Alcohol Breath Test – One Step® Test and Drive
One Step® is a disposable breathalyser used to measure blood alcohol content from a breath sample. The lowest blood alcohol content detected by One Step® is 0.2 g/L (grams per litre). The drink driving limits for all EU Countries is shown below in g/L in the same format as the One Step® breathalyser.
These are the maximum drink driving limits across Europe for drivers as well as special limits for commercial and novice drivers where applicable. Shown in g/L.
|Standard||Commercial drivers||Novice drivers||Standard||Commercial drivers||Novice drivers|
|France||0.5||0.5 (0.2 bus drivers)||0.5||Slovenia||0.5||0.0||0.0|
[i] Scotland 0,5 as of December 2014 for all groups. The rest of the UK (England, Wales and Northern Ireland) remain unchanged.
Last updated: December 2014
A 0.2g/l by volume blood alcohol content may impair driving ability, causing a direct risk to the life of yourself and of fellow road users. It should be remembered that blood alcohol level rises over about an hour from the moment alcohol is consumed and the level will also depend on gender, weight, fitness, consumption rate, type of alcohol and consumption of food as well as many other factors. One Step® comprises a glass tube, an active substance in the form of absorption granules, fillers, aluminium foils and 2 protective caps.
Instructions for Use
1. The test must be performed at least 15 minutes after last consuming alcohol. Refrain from smoking prior to taking the test.
2. Pierce the protective foil by firmly pressing the protective caps inwards on both sides of the breathalyser until you feel it click?
3. Take a deep breath and blow into the mouthpiece in the same direction as the arrows on the breathalyser. Breath should be blown out twice for approximately 10 seconds each time. Do not interrupt the breathing out cycle. Make sure air is coming out of the other side of the breathalyser. If not, go back and repeat all steps from step 2.
4. Compare the test result with the colour scale chart on the side of the breathalyser between 2-4 minutes after performing the test. Do not read the result after 4 minutes.
5. If the crystals in the inner part of the tube, which were white before commencing the test, show colour, this means that the person who took the test is under the influence of alcohol and should not, under any circumstances, operate or drive vehicles. The approximate blood alcohol content in g/L may be read by comparing the result with the colour chart located on the breathalyser. Please note that the colour change in crystals may not be uniform; some white areas may still be visible despite alcohol content being shown.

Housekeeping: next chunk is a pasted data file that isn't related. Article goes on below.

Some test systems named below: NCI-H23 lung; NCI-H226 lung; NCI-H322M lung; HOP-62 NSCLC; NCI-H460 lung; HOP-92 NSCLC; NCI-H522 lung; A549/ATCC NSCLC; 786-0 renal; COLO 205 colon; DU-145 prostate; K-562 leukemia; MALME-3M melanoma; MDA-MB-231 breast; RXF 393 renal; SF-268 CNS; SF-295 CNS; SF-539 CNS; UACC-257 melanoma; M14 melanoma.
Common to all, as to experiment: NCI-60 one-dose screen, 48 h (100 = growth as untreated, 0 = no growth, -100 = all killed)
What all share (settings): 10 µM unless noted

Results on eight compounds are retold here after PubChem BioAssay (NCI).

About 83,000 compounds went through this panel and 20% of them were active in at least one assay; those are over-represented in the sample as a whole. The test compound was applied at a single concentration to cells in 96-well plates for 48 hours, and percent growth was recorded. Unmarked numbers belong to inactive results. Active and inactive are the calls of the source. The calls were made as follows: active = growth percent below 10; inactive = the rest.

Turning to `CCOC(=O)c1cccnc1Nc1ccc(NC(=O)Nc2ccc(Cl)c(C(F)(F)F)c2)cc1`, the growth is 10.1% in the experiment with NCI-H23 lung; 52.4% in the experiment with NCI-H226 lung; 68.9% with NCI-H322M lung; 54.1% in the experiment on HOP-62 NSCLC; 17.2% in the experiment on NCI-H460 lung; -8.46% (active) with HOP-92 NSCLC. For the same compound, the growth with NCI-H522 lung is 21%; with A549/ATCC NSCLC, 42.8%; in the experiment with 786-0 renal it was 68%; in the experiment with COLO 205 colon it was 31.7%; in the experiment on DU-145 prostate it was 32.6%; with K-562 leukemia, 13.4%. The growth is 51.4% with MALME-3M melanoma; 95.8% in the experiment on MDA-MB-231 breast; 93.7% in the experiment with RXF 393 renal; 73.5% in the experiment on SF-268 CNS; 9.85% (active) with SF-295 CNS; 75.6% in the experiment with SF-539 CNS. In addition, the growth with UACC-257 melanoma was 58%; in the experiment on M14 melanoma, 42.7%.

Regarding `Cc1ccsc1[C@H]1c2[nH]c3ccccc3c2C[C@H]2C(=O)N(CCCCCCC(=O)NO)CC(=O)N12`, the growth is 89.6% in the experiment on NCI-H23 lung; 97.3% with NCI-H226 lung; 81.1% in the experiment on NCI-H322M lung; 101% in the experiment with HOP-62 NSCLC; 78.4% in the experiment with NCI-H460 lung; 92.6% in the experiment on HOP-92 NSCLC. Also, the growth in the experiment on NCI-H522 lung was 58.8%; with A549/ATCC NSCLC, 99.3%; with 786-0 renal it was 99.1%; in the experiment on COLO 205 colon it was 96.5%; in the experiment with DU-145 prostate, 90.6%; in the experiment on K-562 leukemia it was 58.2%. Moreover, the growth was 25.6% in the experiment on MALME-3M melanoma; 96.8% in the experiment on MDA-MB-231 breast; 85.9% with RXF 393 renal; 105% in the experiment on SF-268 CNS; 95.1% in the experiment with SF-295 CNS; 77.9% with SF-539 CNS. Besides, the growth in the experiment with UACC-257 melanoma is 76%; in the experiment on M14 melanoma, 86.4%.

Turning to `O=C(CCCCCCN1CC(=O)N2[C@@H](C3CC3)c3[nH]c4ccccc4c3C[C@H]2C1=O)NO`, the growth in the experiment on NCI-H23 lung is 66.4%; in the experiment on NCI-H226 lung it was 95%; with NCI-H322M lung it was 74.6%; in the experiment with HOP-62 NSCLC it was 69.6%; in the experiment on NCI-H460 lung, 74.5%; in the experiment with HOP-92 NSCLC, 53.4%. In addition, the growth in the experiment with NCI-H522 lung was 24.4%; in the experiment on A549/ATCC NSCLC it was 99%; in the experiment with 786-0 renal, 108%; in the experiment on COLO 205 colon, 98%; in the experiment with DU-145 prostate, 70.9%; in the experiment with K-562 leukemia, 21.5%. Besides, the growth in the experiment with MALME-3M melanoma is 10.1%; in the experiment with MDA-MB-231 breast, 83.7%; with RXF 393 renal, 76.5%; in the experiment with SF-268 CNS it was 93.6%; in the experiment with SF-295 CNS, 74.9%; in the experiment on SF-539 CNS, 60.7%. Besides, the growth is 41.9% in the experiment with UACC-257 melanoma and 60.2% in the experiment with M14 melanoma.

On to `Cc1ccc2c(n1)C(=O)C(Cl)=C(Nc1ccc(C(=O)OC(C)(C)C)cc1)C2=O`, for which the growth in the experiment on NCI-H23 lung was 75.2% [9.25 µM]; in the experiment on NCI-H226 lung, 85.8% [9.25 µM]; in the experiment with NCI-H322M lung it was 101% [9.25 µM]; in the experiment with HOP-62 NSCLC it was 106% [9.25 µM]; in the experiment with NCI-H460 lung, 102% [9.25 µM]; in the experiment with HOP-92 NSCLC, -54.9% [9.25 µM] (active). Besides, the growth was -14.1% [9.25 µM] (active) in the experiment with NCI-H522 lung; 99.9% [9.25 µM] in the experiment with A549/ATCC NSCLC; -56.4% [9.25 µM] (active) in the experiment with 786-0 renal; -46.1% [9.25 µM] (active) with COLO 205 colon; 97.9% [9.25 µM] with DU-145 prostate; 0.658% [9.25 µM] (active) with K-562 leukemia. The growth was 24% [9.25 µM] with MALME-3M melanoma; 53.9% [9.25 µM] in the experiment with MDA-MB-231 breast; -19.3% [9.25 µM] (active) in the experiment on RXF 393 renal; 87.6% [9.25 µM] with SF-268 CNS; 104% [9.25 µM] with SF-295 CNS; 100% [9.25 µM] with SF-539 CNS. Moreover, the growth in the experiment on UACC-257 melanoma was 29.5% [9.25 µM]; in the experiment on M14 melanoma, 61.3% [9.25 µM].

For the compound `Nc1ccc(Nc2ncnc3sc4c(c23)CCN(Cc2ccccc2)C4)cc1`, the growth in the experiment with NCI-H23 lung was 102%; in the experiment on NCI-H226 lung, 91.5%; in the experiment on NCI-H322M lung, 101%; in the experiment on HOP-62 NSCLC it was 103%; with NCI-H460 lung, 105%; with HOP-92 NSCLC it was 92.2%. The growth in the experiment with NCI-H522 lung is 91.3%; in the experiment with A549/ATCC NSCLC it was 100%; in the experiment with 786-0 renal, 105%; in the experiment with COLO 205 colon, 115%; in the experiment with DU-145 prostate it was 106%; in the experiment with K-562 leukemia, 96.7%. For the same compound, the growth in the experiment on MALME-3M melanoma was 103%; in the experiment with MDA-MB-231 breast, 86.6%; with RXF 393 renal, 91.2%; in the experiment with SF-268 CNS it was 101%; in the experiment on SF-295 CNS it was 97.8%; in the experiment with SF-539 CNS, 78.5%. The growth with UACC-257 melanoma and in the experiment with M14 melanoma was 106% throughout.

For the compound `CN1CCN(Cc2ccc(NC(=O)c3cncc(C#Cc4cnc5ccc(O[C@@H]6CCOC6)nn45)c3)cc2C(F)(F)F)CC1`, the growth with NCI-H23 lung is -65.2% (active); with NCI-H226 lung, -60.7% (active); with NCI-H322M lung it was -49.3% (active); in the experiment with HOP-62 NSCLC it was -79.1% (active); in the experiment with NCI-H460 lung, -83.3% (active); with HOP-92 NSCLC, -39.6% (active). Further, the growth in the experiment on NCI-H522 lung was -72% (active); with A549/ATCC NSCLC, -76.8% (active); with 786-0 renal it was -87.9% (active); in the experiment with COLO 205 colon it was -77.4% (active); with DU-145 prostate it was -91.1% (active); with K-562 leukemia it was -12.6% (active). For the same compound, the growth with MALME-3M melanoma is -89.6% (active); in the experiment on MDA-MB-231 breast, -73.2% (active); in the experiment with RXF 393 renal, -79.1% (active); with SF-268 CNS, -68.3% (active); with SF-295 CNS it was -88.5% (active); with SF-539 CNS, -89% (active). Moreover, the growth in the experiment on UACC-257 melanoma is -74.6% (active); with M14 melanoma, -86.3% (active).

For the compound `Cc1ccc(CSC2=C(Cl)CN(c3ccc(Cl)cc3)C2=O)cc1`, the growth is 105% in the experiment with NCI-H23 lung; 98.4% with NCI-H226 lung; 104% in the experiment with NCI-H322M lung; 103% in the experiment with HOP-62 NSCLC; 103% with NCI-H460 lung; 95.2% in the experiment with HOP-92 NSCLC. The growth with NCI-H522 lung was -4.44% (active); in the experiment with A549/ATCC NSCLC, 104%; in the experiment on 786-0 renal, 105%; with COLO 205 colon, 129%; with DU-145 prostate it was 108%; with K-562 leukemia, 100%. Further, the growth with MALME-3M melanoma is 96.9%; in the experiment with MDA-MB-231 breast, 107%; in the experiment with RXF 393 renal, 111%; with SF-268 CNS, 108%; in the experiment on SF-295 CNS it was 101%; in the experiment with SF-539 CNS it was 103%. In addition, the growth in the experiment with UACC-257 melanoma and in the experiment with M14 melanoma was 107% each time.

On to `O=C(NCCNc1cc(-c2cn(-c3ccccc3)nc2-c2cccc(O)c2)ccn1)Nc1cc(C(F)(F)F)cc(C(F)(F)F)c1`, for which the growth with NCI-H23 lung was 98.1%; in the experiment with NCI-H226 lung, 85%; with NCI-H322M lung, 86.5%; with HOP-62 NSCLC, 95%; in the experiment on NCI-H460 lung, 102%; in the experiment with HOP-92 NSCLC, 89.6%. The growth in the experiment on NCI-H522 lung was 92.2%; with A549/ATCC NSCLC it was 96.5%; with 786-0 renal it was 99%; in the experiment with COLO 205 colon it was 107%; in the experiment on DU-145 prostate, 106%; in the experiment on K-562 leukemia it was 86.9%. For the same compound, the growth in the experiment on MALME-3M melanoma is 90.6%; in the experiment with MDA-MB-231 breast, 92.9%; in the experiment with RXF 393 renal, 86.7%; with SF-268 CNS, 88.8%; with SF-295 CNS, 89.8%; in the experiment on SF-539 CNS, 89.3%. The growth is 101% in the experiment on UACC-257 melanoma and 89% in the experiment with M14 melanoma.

6. After use dispose of the breathalyser in an appropriate waste container.
Open Test & Drive directly before use. Test & Drive may only be used once. Keep Test & Drive away from direct sunlight and extreme temperatures. Store Test & Drive in a cool and dry place away from the reach of children. Particular component elements of Test & Drive may pose a risk to life if swallowed. Incorrect use may lead to the glass tube breaking or shattering, causing cuts and injuries. There is a risk of swallowing other elements. Test & Drive results will be reliable if used correctly. Test & Drive is designed for personal use and is not approved for official blood alcohol content measurement. The blood alcohol content readout may not be used as evidence, and in particular to demonstrate being/not being intoxicated after consuming alcohol. In such circumstances, in order to accurately test for blood alcohol content an approved breathalyser or laboratory test should be conducted. The manufacturer shall not be held legally responsible for the results or test reliability.
French NF Laws – the truth
Essentially there is NO fine for not having a breathalyser when driving in France – it was basically a French idea by the then PM Sarkozy that was kicked into touch when he lost the election in May 2012. We cannot put outside links here on Ebay but if you go to the AA site and check and I quote….
January 2013 – the French government announced that the implementation of the sanction for drivers not carrying a breathalyser – a fine of €11 – has been postponed indefinitely. So theoretically you are still required to carry a self-test breathalyser when driving in France but there is no current legislation demanding a fine for non-compliance.
A bit like some of our old unrepealed laws I like this one….
It is still an offence to beat or shake any carpet rug or mat in any street in the Metropolitan Police District, although you are allowed to shake a doormat before 8am.